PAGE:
It’s bad enough when it happens in the NBA Finals. That it happened in a November game shows the stakes matter only so much.

The league has problems dealing with concussions, and the protocol – whether because it’s too vague or not properly adhered to – hasn’t solved it.

NBA G League cancels remainder of season

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The NBA G League shut down play in mid-March, at the same time the NBA did after the positive coronavirus test of Rudy Gobert. However, without a big television contract or much gate revenue, there wasn’t the motivation to restart the G League season, as the NBA is doing.

Thursday the G League made the expected official, canceling the remainder of its season. It will finish without crowning a champion.

“While canceling the remainder of our season weighs heavily on us, we recognize that it is the most appropriate action to take for our league,” G League President Shareef Abdur-Rahim said in a statement. “I extend my sincere gratitude to NBA G League players and coaches for giving their all to their teams and fans this season.  And to our fans, I thank you and look forward to resuming play for the 2020-21 season.”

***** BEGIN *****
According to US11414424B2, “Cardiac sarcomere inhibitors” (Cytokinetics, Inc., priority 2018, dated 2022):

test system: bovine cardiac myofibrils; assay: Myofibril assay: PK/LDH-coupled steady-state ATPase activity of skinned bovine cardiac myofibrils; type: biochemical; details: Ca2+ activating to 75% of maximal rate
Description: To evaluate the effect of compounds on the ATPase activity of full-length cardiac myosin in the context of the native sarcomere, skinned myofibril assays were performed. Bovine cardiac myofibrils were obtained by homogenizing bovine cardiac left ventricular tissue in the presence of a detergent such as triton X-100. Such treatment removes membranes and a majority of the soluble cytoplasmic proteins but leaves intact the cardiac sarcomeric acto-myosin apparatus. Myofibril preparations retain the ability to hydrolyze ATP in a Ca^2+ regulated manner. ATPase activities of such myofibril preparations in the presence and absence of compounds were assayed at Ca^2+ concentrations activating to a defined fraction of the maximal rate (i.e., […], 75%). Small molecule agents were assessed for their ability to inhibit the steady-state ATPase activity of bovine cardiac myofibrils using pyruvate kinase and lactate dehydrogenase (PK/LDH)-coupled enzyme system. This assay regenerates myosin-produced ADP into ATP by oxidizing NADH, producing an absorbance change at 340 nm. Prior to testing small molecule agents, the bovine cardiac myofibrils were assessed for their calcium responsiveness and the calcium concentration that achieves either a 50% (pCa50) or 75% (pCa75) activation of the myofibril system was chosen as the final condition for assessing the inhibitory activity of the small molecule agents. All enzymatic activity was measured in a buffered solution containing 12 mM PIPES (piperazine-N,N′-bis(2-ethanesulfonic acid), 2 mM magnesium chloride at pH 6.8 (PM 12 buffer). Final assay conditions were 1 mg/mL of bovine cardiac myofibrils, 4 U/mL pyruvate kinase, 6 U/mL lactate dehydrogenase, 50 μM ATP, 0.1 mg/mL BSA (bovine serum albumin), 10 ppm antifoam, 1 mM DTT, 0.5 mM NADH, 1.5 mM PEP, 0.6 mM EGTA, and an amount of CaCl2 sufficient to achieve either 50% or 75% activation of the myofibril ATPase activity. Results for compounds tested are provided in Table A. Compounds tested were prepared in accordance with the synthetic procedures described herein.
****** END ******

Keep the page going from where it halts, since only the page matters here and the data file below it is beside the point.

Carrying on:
The Wisconsin Herd (33-10) and Salt Lake City Stars (30-12) finished the season with the best records.

The G League did take care of its players, which was the right thing to do.

With the NBA starting next season in December, the G-League will follow that schedule, with games through the winter and spring. There is a real possibility of expanded NBA rosters next season due to coronavirus fears, which will impact G League rosters as well, but there are a lot of details still to be determined.

Goodbye NBA regular season, hello NBA ‘seeding games’

Bucks star Giannis Antetokounmpo
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The NBA regular season is over.

The league’s statement on its plan to resume the season made that abundantly clear.

The 22 continuing teams will play exhibitions, eight “seeding games” (not regular-season games) and maybe play-in games.

NBA release:

Each returning team would play eight seeding games, as selected from its remaining regular-season matchups.  At the conclusion of the seeding games, the seven teams in each conference with the best combined records across regular-season games and seeding games would qualify for the playoffs.